Once we stole an afternoon and climbed a ridge that looked across a valley to other ridges swept by the flame of autumn.
"Dwellers in Arcady" by Albert Bigelow Paine
It runs along a ridge, and yet it is sunk deep between two very high banks.
"Highways and Byways in Surrey" by Eric Parker
Two shells struck the house and tore about two inches off the tile ridge at intervals of about ten feet apart.
"The Red Watch" by J. A. Currie
When you have the two sides covered, put bark over the ridge as shown in Fig.
"Shelters, Shacks and Shanties" by D.C. Beard
Then he climbed once more into the saddle and faced the ridge, debating with himself what was the right course to pursue.
"The Young Ranchers" by Edward S. Ellis
His way led straight back across the ridge to the spring and thence down to the shelter on the north shore.
"The Black Buccaneer" by Stephen W. Meader
They were rocks, great, black, forbidding boulders standing there on a narrow ridge, having a diabolic likeness to houses.
"Sawtooth Ranch" by B. M. Bower
He saw two more banners rising above the crest of a bare ridge to the west.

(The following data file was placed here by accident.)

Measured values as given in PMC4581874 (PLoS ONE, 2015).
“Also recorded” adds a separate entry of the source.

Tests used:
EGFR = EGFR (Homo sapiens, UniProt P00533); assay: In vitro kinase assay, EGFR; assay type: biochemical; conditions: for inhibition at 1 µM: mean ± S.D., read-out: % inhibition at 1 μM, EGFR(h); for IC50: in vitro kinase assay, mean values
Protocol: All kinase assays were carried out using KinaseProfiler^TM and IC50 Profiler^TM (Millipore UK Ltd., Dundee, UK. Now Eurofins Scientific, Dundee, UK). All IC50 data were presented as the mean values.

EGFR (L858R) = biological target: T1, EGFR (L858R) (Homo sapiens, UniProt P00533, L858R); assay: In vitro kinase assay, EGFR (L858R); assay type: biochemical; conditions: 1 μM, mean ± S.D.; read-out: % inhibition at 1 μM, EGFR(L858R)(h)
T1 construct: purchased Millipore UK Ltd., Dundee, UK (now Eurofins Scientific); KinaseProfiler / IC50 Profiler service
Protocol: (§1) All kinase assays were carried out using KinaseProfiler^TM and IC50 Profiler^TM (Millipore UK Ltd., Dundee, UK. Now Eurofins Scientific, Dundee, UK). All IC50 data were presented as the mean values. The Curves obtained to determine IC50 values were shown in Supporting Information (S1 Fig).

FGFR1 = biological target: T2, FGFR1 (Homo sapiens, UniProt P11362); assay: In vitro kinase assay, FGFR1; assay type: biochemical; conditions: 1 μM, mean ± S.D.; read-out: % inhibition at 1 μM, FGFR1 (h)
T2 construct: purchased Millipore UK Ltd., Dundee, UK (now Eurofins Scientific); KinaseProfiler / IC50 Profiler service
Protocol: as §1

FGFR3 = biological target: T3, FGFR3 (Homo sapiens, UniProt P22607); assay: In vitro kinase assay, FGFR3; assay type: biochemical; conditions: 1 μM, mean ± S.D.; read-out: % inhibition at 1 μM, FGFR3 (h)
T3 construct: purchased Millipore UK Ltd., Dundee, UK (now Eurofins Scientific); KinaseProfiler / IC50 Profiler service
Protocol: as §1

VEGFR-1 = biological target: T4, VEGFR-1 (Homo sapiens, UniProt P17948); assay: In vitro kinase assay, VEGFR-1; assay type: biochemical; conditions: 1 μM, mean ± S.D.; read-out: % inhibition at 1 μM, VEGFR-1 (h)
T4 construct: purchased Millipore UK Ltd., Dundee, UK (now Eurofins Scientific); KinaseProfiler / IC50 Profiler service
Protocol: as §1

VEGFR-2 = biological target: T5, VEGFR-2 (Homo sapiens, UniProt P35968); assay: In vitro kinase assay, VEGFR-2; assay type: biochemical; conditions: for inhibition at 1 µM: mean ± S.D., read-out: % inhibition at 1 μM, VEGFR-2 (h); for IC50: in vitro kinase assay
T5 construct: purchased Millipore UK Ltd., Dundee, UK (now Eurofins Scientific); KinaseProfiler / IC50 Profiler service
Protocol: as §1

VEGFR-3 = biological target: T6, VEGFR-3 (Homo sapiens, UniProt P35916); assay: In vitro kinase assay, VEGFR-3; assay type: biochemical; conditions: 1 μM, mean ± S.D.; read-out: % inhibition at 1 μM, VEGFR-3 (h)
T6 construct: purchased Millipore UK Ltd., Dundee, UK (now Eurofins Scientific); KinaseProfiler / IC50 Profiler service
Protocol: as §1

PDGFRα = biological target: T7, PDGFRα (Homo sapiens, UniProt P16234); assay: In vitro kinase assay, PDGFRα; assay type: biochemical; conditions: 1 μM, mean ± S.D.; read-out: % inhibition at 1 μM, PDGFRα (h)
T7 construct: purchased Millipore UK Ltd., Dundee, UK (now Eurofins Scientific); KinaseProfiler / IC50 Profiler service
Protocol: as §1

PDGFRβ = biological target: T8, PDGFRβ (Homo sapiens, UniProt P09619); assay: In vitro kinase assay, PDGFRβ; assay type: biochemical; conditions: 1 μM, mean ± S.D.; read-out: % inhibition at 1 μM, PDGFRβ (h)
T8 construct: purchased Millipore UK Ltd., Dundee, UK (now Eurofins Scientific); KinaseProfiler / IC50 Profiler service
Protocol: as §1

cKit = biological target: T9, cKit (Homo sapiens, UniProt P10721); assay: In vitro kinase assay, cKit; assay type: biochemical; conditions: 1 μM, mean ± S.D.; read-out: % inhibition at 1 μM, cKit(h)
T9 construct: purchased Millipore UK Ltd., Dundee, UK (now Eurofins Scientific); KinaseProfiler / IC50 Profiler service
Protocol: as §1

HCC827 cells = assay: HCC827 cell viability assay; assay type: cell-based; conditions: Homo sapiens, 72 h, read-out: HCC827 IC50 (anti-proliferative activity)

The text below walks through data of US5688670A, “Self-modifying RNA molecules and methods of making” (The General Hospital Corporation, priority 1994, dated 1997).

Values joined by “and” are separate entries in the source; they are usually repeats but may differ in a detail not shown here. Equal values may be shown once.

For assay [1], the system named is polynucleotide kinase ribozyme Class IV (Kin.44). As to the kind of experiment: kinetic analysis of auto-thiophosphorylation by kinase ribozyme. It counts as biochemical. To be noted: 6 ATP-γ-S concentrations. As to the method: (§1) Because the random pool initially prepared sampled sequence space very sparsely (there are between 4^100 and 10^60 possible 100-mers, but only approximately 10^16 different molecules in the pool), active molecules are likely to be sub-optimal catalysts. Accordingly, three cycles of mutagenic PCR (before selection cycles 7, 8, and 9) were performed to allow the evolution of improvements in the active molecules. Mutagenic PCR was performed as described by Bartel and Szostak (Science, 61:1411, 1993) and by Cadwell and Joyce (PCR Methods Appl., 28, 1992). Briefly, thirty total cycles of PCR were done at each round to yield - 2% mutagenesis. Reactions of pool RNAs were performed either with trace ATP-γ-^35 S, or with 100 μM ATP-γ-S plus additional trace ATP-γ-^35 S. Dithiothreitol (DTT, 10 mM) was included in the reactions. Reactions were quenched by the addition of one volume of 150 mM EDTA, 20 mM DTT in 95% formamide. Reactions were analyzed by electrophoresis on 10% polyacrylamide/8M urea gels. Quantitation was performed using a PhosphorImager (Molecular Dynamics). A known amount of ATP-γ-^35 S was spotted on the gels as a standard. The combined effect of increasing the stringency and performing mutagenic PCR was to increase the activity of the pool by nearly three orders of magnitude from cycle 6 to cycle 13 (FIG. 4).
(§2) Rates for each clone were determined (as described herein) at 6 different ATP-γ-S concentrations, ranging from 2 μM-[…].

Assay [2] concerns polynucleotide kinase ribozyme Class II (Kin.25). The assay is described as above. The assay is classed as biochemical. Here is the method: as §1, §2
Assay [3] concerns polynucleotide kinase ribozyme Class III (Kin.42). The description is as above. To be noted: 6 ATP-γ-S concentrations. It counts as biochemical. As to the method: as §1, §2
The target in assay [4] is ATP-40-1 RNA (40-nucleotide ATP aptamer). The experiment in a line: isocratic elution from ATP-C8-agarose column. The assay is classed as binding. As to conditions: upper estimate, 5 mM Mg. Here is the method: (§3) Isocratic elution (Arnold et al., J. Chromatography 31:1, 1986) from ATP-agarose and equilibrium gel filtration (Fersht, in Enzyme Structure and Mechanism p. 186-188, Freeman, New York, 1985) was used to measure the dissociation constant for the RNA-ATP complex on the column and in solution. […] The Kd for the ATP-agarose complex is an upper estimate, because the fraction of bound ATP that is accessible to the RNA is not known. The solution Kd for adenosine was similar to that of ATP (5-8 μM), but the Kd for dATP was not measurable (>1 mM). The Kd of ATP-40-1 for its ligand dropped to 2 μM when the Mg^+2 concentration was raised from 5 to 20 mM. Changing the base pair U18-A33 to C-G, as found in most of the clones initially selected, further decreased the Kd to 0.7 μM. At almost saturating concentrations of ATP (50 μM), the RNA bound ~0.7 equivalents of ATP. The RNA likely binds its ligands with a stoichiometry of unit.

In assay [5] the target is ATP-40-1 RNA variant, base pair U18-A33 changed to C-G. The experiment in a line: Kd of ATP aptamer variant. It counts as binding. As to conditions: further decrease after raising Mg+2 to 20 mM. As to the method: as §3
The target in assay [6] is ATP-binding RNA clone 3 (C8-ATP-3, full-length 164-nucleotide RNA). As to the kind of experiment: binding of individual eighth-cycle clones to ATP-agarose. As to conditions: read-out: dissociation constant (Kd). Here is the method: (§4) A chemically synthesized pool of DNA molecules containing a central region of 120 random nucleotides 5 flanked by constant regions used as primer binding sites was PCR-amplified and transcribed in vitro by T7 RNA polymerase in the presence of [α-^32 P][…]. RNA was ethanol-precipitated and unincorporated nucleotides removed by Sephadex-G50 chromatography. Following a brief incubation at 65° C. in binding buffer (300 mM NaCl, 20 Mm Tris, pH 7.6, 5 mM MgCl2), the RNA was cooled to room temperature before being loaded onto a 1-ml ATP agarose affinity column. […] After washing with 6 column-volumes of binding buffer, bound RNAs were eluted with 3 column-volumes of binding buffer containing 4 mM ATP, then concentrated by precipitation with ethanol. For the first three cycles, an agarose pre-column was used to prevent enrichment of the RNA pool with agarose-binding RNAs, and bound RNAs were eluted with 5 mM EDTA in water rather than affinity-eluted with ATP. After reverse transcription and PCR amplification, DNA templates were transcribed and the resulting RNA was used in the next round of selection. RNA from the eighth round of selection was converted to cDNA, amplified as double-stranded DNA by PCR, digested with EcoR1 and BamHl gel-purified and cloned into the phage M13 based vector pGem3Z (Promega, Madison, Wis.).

"The Saracen: The Holy War" by Robert Shea
When you reach the bottom of the ravine you do not find a level piece of ground, but ascend another ridge.
"My Days and Nights on the Battle-Field" by Charles Carleton Coffin
Below that there's a long ridge or series of broken water.
"The Young Alaskans on the Trail" by Emerson Hough
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In poetry:

I sat and waited through evenings long
And scanned the ridge with the spruces yonder;
But darkening mountains made shadows throng,
And you the way did not wander.
"Synnove's Song" by Bjornstjerne Bjornson
Why are the ridges forever waiting?
Ridges that waited ere one man came,
Still by the towns with their life vibrating
Lonely ridges that wait the same.
Ridges and gullies without a name.
"Sheoaks That Sigh When The Wind Is Still" by Henry Lawson
God is enough! thou, who in hope and fear
Toilest through desert-sands of life, sore tried,
Climb trustful over death's black ridge, for near
The bright wells shine: thou wilt be satisfied.
"The Afternoon" by Edwin Arnold
WHEN I'se been by Tiber an' when I'se been by Seine,
Listenin' theer messages, I lang to hear agen
Secrets of home-watters, born amang moor-sedges,
Fallin' doon like sparklin' ale ower steean ridges.
"Yorkshire Five (Aire, Wharfe, Nidd, Ure and Swale)" by Dorothy Una Ratcliffe
And on the ridge of Braxton hill the Scottish army lay,
All beautifully arrayed, and eager for the fray,
And near by stood their noble king on that eventful day,